On 2 October, 1923, Stenhouse married Gladys Mackintosh, Aeneas Mackintosh’s widow, and they had, on 22 June, 1924, a daughter, naming her Patricia. They lived at Horley in Surrey and then in London. Stenhouse was promoted to Lieutenant-Commander in the Royal Navy Reserve on 1 August, 1924. Between 1927 & 1929 he was Captain of the Discovery on oceanographic and whaling research voyages, returning to southern waters and those of the Antarctic. In attempts to make a living for his family, he attempted business endeavours and even went treasure-hunting in the Cocos Islands. In April, 1928, Stenhouse was awarded the Decoration for Officers of the Royal Naval Reserve (RD) and after a long career, he retired from the Royal Navy Reserve on 31 December, 1931, with the rank of commander.
However, at the outbreak of hostilities in 1939, Stenhouse signed up for active service. On 12 September, 1941, he was reported missing, presumed killed. The ship on which he was serving, the Tai Koo, exploded and rapidly sank, presumably after hitting a mine. The Admiralty telegram arrived at 48 Spenser Road, Bedford, on 18 September, 1941, to Gladys and Patricia Stenhouse. Having lost her first husband in Antarctica, the loss of her second husband at sea was devastating for Gladys.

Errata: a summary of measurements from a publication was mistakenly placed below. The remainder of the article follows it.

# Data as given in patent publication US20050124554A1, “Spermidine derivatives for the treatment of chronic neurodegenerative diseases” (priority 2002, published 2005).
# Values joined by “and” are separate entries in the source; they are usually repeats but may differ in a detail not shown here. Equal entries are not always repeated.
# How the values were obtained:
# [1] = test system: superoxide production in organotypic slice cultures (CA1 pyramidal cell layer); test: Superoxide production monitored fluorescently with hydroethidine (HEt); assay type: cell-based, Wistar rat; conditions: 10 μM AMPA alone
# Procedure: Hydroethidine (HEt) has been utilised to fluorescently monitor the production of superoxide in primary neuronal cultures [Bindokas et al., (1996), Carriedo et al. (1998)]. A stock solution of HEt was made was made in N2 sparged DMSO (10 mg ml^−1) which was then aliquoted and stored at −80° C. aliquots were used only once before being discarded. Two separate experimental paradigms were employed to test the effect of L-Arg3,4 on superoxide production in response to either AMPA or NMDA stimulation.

Frank Worsley wrote an obituary for Stenhouse in the Polar Record:
Two-thirds of his fifty-four years were spent in sail, on war service, or on polar work. With a wide and varied sea experience and a high sense of duty, he became he of the most efficient seamen of this century. He had sailing ships in his blood…With enthusiasm and his retentive memory, it was only natural that his knowledge of sailing ships should be practically unique…His epitaph should be –‘A seaman—he served his country well.’
See Stenhouse’s awards and medals at the website below:
Haddelsey, S. Ice Captain: The Life of J. R. Stenhouse. Stroud, 2014.
Shackleton, Sir E. South! The Story of Shackleton’s Last Expedition 1914–1917. London, 1919.
Smith, M. Shackleton: By Endurance We Conquer. Cork, 2014.
Tyler-Lewis, K. The Lost Men: The Harrowing Story of Shackleton’s Ross Sea Party. London, 2016.
Video footage of Shackleton, Worsley and Stenhouse: http://www.gettyimages.co.uk/detail/video/portraits-of-sir-ernest-shackleton-frank-worsley-captain-news-footage/457286194